Islam is a comprehensive religion as it covers all aspects of human life. It is a religion of balance and moderation; it avoids extremes. Other religions overplay one aspect of human life and underplay the other, and are, therefore, lopsided. For example, in some religions the spiritual component of life is overstressed and man is raised to the level of a mere abstraction; in other religions, the physical and the palpable aspect is overemphasized and man is reduced to the level of an animal or a machine. Their extremistic attitude not only creates imbalance but also encourages a variety of splits and contradictions, which not only disillusion their more sensitive followers but also give rise to a sense of general apathy, even revulsion, towards their high-sounding claims. Islam acknowledges the relevance of both aspects of human life, the physical and the spiritual. But it does not dissociate them from each other; rather it weaves them into a higher form of unity. Islam acknowledges the pressure of physical compulsions but it does not give them a free ride. On the other hand, it frames a set of definite rules to channelize them into more positive outlets; similarly, it acknowledges man’s spiritual yearnings and tries to cast them into a mould that is compatible with practical realities. Thus, by blending man’s basic aspirations and needs into a practicable framework of action and contemplation, it caters most comprehensively to the undeniable reality of human existence.
The springboard of Islamic faith is the concept of divine unity, belief in the oneness of Allah. All other values flow from this basic belief. Allah is the Supreme Creator. He has engendered no one nor has He been engendered by anyone. Anyone who denies divine unity commits the most heinous sin and this sin is unpardonable. All other sins may be condoned by Him but the sin of associating partners with Him cannot be redeemed. Thus, in our present chaotic world, Islam is a message of hope and salvation as it gives a shape and a binding to the sprawling diversity of natural and human phenomena. People without faith are overawed by this apparent lack of focus and connection but the people of faith are convinced that man’s drifting condition is propelled by a sense of direction, and the first step in that direction is to acknowledge the oneness of the Supreme Creator. Those who deny the reality of this ultimate source spend their lives floundering in the dark of confusion and uncertainty. But those who embrace it as the blood jet of their lives find it a source of continuous physical and spiritual nourishment. The need for belief in divine unity is far more urgent in the present time. With all technological progress, modern man is still a moral cipher. He is a slave to his greed and lust for material objects. This has induced in him a sense of rampant selfishness, which in fact is a denigration of the very purpose of his creation. In this murky scenario, Islam is the only religion that provides them a glimmer of salvation; it practically demonstrates to them that there is a light at the end of the tunnel, and that every cloud has a silver lining.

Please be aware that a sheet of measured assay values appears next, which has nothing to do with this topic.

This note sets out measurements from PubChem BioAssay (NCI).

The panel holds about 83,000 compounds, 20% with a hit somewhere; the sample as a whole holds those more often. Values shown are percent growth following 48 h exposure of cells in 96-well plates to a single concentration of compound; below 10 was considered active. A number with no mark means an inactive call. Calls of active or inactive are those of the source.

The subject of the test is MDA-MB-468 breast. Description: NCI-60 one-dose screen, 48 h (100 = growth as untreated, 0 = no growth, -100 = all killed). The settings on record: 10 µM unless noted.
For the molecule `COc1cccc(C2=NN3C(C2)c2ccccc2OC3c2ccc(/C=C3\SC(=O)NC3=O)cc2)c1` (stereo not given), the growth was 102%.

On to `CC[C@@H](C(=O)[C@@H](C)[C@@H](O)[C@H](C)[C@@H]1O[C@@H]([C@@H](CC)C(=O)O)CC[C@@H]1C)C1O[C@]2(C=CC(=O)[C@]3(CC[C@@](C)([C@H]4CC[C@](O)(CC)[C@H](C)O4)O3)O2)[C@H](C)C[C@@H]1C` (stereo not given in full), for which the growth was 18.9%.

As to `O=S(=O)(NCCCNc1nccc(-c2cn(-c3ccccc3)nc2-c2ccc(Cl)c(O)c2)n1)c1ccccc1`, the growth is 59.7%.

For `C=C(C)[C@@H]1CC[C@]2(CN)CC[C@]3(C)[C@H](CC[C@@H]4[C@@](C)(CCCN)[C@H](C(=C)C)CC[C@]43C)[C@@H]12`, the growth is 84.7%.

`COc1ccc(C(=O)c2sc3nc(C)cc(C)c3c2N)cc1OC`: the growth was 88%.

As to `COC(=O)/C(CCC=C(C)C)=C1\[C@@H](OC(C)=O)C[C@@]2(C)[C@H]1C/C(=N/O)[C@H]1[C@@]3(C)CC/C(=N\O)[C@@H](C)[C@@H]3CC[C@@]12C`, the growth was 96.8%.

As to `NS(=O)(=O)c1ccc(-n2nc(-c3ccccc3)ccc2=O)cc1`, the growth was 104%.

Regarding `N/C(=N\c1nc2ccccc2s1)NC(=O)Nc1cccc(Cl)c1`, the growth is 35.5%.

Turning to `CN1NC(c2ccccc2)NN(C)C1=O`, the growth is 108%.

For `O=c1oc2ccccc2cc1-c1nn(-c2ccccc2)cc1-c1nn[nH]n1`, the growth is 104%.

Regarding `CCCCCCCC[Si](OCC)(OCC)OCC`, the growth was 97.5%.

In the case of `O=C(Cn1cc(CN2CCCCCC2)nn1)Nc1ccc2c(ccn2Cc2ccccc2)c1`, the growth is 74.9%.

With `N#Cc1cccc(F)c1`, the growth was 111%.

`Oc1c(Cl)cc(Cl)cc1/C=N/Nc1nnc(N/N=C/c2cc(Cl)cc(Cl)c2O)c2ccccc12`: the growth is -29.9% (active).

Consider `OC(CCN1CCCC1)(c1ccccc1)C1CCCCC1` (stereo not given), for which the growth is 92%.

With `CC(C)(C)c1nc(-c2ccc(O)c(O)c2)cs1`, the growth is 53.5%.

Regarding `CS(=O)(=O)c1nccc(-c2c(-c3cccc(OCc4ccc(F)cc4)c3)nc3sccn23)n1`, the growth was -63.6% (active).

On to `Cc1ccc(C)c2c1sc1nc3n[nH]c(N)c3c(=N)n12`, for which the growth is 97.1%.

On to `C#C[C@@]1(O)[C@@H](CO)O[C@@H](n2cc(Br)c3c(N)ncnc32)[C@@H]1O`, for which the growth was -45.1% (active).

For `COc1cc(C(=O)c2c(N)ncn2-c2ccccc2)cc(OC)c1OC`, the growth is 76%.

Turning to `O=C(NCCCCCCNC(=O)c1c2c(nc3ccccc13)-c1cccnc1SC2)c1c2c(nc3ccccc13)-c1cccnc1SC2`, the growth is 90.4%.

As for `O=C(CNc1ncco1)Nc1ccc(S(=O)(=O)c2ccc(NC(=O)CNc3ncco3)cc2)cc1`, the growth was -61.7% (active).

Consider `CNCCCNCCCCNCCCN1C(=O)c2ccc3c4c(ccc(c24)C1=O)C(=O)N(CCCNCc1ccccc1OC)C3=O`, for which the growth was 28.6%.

Belief in divine unity gives human life a sense of purpose and direction, and this sense of purpose inculcates in man a sense of responsibility and accountability. His actions spring from the belief that he will be ultimately judged by the Supreme Creator on the day fixed by Him. This is the day when his evil acts will be punished and his virtuous acts will be rewarded. And, in the light of this basic belief, Islam has framed a set of rules and laws to help human beings steer themselves towards the right direction and eschew the path of evil. Those who perform good deeds will earn great dividends and those who do evil on this earth will be appropriately penalized. And the beauty of Islamic faith is that it has not clamped these prescriptions on its followers in a rigid conceptual frame. While devising rules, Islam has generously provided with a set of exemptions and relief. For example, the holy Qur’ān has prepared a limited inventory of forbidden acts and declared all other acts as categorically lawful or observed discreet silence about them. This reflects the deepest divine wisdom and His sharp insight into human psychology. By not mechanically restricting lawful acts, it has provided man with an almost unrestricted range of valid options and, instead of curtailing his freedom; it has blessed him with unprecedented latitude of expression and mobility of action. This is in express contrast with other religions where human freedom is drastically slashed and human beings are reduced to mere puppets without any possibility of choice.